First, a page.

Lords show teeth to help people on low incomes.
Byline: Dafydd Wigley Former Plaid MP writes for the Daily Post
Caernarfon MP and Chancellor of the Exchequer, David Lloyd George, threatened a century ago, to emasculate the House of Lords if they blocked his social security scheme to help jobless, sick, and elderly people.
On Monday, the boot was on the other foot. It was the elected government who were cutting back assistance for low-income working people. It was the unelected second chamber - Dafydd Elis-Thomas and myself in their midst - who challenged Tory proposals. It was an ironic role reversal.
Messers Cameron and Osborne propose cutting working tax credits which will cost three million people an average of PS1,300 a year. Some would lose PS60 per week as from next April.
During the election, David Cameron specifically denied any such intention. So it was ridiculous for ministers to claim that the Lords had torn up the manifesto on which the Government was elected.
Mr Cameron last week issued a veiled threat to flood the Lords with new Tory peers to ensure a Government majority - as Lloyd George threatened a century ago.
It isn't just on working tax allowances that the Lords have defeated the Government in recent weeks.
On the Energy Bill, the Childcare Bill and the Cities Bill, the Lords passed amendments opposed by the Government. Why shouldn't they? That is their role.
So why have a second chamber? Other countries, like New Zealand and Latvia, manage with a one-chamber parliament.
Britain needs a second chamber because it's an over-centralized state. Westminster, England's only legislature, serves fifty million people. In America, Australia and Canada states and provinces make their own laws.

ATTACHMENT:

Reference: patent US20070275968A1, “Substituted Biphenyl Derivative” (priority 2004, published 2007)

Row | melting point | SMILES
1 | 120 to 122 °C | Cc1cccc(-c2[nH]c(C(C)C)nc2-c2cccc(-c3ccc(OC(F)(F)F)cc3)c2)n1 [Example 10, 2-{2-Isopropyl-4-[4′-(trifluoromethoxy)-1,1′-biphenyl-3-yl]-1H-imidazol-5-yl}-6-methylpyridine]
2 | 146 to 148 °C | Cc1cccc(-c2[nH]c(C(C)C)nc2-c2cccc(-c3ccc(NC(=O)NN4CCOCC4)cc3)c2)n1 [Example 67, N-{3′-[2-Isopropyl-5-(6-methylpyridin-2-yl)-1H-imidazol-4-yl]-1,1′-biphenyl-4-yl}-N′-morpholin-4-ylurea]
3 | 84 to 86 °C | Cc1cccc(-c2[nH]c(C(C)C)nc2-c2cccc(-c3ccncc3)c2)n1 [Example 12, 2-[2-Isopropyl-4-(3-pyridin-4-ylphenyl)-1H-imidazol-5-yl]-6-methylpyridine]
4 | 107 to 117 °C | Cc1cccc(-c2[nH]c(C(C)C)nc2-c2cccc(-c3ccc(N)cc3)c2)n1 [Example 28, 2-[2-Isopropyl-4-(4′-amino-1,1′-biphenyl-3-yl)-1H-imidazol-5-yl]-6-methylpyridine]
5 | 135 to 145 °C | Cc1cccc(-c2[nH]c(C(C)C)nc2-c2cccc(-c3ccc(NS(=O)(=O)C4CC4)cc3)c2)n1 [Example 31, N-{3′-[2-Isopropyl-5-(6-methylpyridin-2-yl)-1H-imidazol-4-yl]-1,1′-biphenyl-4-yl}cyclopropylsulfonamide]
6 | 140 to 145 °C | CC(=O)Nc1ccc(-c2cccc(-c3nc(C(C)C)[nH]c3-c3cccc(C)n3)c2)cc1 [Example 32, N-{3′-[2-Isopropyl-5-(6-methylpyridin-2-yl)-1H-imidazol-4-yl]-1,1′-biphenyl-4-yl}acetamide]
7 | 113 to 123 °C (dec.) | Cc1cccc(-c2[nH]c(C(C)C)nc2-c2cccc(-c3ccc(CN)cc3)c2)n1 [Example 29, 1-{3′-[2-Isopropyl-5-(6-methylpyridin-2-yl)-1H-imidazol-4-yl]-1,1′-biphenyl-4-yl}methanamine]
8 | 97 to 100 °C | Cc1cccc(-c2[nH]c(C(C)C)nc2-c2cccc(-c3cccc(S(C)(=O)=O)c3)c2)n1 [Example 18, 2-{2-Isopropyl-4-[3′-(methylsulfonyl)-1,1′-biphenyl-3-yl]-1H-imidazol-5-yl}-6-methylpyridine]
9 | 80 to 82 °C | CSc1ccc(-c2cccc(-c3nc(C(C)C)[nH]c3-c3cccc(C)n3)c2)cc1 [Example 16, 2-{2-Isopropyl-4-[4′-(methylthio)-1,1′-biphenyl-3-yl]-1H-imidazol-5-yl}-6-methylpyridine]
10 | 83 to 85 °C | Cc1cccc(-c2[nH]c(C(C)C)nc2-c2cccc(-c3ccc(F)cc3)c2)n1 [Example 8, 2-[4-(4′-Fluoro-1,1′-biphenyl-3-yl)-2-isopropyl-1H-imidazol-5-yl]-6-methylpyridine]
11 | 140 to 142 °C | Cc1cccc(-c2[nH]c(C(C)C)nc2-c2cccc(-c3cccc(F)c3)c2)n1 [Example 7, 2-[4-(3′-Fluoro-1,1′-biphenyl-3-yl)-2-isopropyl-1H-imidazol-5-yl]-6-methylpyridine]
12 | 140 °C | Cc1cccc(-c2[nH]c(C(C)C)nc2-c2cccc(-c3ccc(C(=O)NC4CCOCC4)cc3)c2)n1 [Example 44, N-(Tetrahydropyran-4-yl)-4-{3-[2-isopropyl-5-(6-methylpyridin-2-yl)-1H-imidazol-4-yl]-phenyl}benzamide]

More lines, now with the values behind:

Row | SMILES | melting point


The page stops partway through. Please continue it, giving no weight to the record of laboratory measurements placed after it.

The House of Lords is an auxiliary legislature. Some bills are debated there before going to the Commons - with anomalies ironed out at that stage. Bills for which MPs have no time to scrutinize adequately, are scrutinized in detail by peers.
As a "revising chamber", the Lords suggest improvements; but elected MPs have the final word: and quite right too!
In the last parliament (2010-15), the Lords proposed over twenty thousand changes to legislation, of which six thousand were accepted by the Commons.
That doesn't justify an unelected second chamber; but it does suggest that its revising role is helpful.
No party has a majority in the Lords. Currently there are 226 Tories; 216 Labour; 103 Lib-Dems and 182 Crossbenchers. Together with Bishops and others, that's a total of 800 peers.
To guarantee a Tory majority, Mr Cameron would need 180 more Tories, increasing the second Chamber to a massive thousand peers.
In 2012, proposals to make the Lords mainly elected, with 315 members, was scuppered - by an unholy alliance of Tory and Labour MPs. Reaction to this week's revolt underlines the need for reform.
It now seems that the Chancellor will have to respond to the Lords' modest plea for him to rethink his draconian plans to deny tax credits for many poor working people.
Hopefully, the Government will think again. If so, the Lords will have done a service to vulnerable lowincome families. Lloyd George - whereever he is - must be enjoying a rueful smile!